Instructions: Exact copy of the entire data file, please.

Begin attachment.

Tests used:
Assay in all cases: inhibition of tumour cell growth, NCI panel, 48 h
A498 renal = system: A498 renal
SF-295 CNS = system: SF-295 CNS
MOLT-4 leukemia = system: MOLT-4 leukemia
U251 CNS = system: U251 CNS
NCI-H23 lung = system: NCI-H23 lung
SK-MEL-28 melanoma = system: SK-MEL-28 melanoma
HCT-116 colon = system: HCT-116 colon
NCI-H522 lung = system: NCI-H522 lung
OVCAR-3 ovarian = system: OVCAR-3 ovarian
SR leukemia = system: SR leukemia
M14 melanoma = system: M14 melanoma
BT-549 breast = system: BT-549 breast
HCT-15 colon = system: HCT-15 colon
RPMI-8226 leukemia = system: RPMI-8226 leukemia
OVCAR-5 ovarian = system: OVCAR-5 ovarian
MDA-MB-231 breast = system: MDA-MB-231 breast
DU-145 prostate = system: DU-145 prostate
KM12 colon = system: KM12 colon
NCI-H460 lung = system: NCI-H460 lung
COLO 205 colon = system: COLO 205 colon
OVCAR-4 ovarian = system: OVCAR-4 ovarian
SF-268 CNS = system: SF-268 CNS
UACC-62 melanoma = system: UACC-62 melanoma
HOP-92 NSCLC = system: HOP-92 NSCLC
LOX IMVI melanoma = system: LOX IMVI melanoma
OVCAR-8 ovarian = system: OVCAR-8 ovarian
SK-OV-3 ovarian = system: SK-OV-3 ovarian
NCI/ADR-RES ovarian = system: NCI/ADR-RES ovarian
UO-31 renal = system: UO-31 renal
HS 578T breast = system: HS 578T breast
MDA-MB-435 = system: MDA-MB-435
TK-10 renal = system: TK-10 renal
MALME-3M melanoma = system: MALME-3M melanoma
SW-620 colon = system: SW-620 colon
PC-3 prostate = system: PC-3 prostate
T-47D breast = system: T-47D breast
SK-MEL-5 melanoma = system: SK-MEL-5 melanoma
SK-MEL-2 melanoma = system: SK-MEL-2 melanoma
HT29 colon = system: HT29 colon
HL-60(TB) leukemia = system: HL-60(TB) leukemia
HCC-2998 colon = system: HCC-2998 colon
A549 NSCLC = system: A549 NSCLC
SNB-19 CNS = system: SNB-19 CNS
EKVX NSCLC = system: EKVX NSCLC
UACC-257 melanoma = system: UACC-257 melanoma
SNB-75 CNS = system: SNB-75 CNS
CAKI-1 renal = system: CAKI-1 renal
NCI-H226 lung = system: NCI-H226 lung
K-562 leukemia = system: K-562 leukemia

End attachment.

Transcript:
Tests used:
Assay in all cases: inhibition of tumour cell growth, NCI panel, 48 h
A498 renal = system: A498 renal
SF-295 CNS = system: SF-295 CNS
MOLT-4 leukemia = system: MOLT-4 leukemia
U251 CNS = system: U251 CNS
NCI-H23 lung = system: NCI-H23 lung
SK-MEL-28 melanoma = system: SK-MEL-28 melanoma
HCT-116 colon = system: HCT-116 colon
NCI-H522 lung = system: NCI-H522 lung
OVCAR-3 ovarian = system: OVCAR-3 ovarian
SR leukemia = system: SR leukemia
M14 melanoma = system: M14 melanoma
BT-549 breast = system: BT-549 breast
HCT-15 colon = system: HCT-15 colon
RPMI-8226 leukemia = system: RPMI-8226 leukemia
OVCAR-5 ovarian = system: OVCAR-5 ovarian
MDA-MB-231 breast = system: MDA-MB-231 breast
DU-145 prostate = system: DU-145 prostate
KM12 colon = system: KM12 colon
NCI-H460 lung = system: NCI-H460 lung
COLO 205 colon = system: COLO 205 colon
OVCAR-4 ovarian = system: OVCAR-4 ovarian
SF-268 CNS = system: SF-268 CNS
UACC-62 melanoma = system: UACC-62 melanoma
HOP-92 NSCLC = system: HOP-92 NSCLC
LOX IMVI melanoma = system: LOX IMVI melanoma
OVCAR-8 ovarian = system: OVCAR-8 ovarian
SK-OV-3 ovarian = system: SK-OV-3 ovarian
NCI/ADR-RES ovarian = system: NCI/ADR-RES ovarian
UO-31 renal = system: UO-31 renal
HS 578T breast = system: HS 578T breast
MDA-MB-435 = system: MDA-MB-435
TK-10 renal = system: TK-10 renal
MALME-3M melanoma = system: MALME-3M melanoma
SW-620 colon = system: SW-620 colon
PC-3 prostate = system: PC-3 prostate
T-47D breast = system: T-47D breast
SK-MEL-5 melanoma = system: SK-MEL-5 melanoma
SK-MEL-2 melanoma = system: SK-MEL-2 melanoma
HT29 colon = system: HT29 colon
HL-60(TB) leukemia = system: HL-60(TB) leukemia
HCC-2998 colon = system: HCC-2998 colon
A549 NSCLC = system: A549 NSCLC
SNB-19 CNS = system: SNB-19 CNS
EKVX NSCLC = system: EKVX NSCLC
UACC-257 melanoma = system: UACC-257 melanoma
SNB-75 CNS = system: SNB-75 CNS
CAKI-1 renal = system: CAKI-1 renal
NCI-H226 lung = system: NCI-H226 lung
K-562 leukemia = system: K-562 leukemia